7. What would happen if the EU and US failed to agree a deal?
    Nothing much. Trade and investment between the EU and the US has been increasing for decades without a bilateral trade agreement. There is no reason to assume that without TTIP it would not continue to do so, while existing environmental, health and labour standards would remain in place. Nonetheless, a number of multinational corporations are likely to be upset, as TTIP would significantly increase their power and influence over governments and citizens.


  8. What is regulatory cooperation and why is it a threat?
    So-called regulatory cooperation is one of the biggest threats from TTIP. The European Commission claims regulatory cooperation will cut bureaucracy for EU companies and reduce costs associated with having to comply with different rules in the EU and the US. It says it wants to harmonise rules and standards between the two blocs, without lowering EU levels of protection for people’s health, the environment or consumer rights. The recent documents however show that regulatory cooperation could lead to an immense bureaucratic and administrative burden. It puts access to the market above standards and regulations that protect citizens and the environment, as the Commission’s TTIP proposal makes clear.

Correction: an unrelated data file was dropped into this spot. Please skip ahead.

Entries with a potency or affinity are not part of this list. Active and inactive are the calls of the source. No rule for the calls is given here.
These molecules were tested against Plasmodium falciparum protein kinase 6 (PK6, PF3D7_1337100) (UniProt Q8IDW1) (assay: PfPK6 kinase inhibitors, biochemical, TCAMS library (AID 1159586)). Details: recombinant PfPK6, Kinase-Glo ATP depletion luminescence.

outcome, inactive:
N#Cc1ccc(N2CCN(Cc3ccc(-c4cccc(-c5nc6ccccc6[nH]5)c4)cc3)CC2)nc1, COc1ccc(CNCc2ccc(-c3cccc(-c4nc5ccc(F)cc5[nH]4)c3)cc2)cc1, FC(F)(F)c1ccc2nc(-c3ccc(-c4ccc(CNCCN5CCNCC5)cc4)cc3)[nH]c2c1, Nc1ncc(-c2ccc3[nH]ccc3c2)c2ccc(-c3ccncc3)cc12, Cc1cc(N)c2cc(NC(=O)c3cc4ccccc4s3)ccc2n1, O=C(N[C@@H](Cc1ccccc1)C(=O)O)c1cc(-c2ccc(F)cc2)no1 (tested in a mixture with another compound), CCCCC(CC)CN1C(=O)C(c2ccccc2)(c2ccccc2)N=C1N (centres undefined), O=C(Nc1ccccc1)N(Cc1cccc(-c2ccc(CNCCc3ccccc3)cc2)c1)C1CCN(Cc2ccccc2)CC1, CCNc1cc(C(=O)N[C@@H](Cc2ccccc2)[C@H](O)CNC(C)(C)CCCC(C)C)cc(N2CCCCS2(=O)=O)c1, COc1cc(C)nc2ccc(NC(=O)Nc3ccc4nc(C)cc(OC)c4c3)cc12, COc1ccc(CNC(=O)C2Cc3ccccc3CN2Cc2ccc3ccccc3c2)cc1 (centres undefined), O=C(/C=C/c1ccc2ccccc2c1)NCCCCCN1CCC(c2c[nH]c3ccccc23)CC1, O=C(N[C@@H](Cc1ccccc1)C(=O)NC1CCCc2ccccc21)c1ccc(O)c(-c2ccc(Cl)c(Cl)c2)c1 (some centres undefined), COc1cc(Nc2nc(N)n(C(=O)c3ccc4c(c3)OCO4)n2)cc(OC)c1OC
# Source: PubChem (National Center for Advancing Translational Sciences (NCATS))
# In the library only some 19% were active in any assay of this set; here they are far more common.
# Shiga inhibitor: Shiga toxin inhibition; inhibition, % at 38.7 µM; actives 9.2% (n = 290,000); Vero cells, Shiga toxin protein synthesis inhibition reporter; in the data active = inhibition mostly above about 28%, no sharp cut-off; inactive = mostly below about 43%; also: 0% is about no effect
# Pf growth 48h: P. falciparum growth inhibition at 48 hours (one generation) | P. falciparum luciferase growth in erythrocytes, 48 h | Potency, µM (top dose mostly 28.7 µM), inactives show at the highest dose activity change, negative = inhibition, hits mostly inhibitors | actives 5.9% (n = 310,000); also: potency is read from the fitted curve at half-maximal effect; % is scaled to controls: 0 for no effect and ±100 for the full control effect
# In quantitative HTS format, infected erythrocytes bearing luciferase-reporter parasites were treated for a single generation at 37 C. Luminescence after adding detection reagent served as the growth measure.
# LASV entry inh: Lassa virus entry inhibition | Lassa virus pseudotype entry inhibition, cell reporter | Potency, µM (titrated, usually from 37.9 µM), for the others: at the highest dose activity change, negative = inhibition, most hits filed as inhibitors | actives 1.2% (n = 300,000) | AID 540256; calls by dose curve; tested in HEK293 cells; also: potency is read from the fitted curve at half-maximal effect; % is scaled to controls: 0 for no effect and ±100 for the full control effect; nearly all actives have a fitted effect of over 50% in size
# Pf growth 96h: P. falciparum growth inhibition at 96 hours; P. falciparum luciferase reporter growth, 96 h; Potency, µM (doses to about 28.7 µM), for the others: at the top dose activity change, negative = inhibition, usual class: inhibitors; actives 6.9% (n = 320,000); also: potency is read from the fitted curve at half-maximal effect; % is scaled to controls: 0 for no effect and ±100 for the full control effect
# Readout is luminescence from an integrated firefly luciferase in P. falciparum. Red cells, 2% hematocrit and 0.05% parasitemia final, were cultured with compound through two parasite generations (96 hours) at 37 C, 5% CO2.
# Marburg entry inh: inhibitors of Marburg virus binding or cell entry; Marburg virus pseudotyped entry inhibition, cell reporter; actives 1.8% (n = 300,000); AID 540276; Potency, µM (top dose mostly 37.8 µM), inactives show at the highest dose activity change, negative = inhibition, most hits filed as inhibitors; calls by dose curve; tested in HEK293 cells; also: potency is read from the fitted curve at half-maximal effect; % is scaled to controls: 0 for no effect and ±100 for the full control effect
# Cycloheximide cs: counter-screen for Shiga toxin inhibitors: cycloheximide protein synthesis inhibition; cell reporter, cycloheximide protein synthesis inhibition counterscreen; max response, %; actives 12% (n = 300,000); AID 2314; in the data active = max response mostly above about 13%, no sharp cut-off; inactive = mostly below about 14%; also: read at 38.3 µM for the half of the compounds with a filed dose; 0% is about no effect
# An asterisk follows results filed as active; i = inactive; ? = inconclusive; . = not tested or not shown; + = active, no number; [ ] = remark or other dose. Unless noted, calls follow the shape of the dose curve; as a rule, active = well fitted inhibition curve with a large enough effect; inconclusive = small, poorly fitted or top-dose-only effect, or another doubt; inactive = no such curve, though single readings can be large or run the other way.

9. Is Greenpeace anti-trade?
    No. Removing unnecessary ‘barriers’ to trade is not in itself a problem. But when these barriers help guarantee clean water and healthy food, renewable energy, or decent working conditions, they should be safeguarded. Trade should not be promoted to guarantee profits for multinational corporations. For example, it is unacceptable to give private companies special legal rights that bypass established court systems and fly in the face of democratic sovereignty. Corporations should be subject to the same rules and courts as citizens and governments. Trade agreements must serve people and the public interest.

  10. Americans have been growing and eating GM crops for years. Why do you not want GMOs in Europe?
    Genetically engineering the food we eat is an inherently risky process. US law makes no significant distinction between genetically modified organisms (GMOs) and conventional farming. The US also has no requirements for labelling of food that contains GMOs, unlike the EU. This means that it is virtually impossible to isolate the long-term effects of GM food on human and animal health. But there is clear evidence of the environmental dangers of GM crops. GMO contamination is a major issue: the spreading of genes that make plants resistant to weedkillers is creating super-resistant weeds in many US regions.

    So far, Europe has been relatively sheltered from these effects. Public opposition is strong, GMOs are hardly grown in the EU, and their release into the food chain is governed by safety regulations (which are far from perfect). US biotech multinationals are the major supporters of a TTIP treaty.